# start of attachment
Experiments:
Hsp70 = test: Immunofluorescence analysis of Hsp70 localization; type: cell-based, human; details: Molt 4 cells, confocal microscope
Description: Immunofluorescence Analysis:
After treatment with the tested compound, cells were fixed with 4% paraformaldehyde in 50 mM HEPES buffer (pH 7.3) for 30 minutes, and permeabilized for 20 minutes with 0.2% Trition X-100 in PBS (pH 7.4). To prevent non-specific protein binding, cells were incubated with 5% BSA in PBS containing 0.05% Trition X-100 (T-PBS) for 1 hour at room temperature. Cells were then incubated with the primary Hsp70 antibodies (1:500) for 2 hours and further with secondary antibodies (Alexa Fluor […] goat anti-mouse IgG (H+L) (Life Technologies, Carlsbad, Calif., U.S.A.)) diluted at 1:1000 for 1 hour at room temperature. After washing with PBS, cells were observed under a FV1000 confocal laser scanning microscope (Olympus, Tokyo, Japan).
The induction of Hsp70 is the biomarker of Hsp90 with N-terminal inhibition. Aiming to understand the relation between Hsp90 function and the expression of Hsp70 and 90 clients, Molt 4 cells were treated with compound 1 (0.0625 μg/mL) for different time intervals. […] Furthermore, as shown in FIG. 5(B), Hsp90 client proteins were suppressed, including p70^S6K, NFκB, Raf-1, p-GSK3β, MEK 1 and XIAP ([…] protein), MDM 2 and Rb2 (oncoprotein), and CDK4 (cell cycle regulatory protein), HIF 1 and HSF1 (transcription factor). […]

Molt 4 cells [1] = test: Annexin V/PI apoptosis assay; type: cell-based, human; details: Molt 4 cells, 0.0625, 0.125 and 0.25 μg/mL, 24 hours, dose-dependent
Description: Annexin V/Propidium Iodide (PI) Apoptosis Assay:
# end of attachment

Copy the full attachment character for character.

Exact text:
Experiments:
Hsp70 = test: Immunofluorescence analysis of Hsp70 localization; type: cell-based, human; details: Molt 4 cells, confocal microscope
Description: Immunofluorescence Analysis:
After treatment with the tested compound, cells were fixed with 4% paraformaldehyde in 50 mM HEPES buffer (pH 7.3) for 30 minutes, and permeabilized for 20 minutes with 0.2% Trition X-100 in PBS (pH 7.4). To prevent non-specific protein binding, cells were incubated with 5% BSA in PBS containing 0.05% Trition X-100 (T-PBS) for 1 hour at room temperature. Cells were then incubated with the primary Hsp70 antibodies (1:500) for 2 hours and further with secondary antibodies (Alexa Fluor […] goat anti-mouse IgG (H+L) (Life Technologies, Carlsbad, Calif., U.S.A.)) diluted at 1:1000 for 1 hour at room temperature. After washing with PBS, cells were observed under a FV1000 confocal laser scanning microscope (Olympus, Tokyo, Japan).
The induction of Hsp70 is the biomarker of Hsp90 with N-terminal inhibition. Aiming to understand the relation between Hsp90 function and the expression of Hsp70 and 90 clients, Molt 4 cells were treated with compound 1 (0.0625 μg/mL) for different time intervals. […] Furthermore, as shown in FIG. 5(B), Hsp90 client proteins were suppressed, including p70^S6K, NFκB, Raf-1, p-GSK3β, MEK 1 and XIAP ([…] protein), MDM 2 and Rb2 (oncoprotein), and CDK4 (cell cycle regulatory protein), HIF 1 and HSF1 (transcription factor). […]

Molt 4 cells [1] = test: Annexin V/PI apoptosis assay; type: cell-based, human; details: Molt 4 cells, 0.0625, 0.125 and 0.25 μg/mL, 24 hours, dose-dependent
Description: Annexin V/Propidium Iodide (PI) Apoptosis Assay: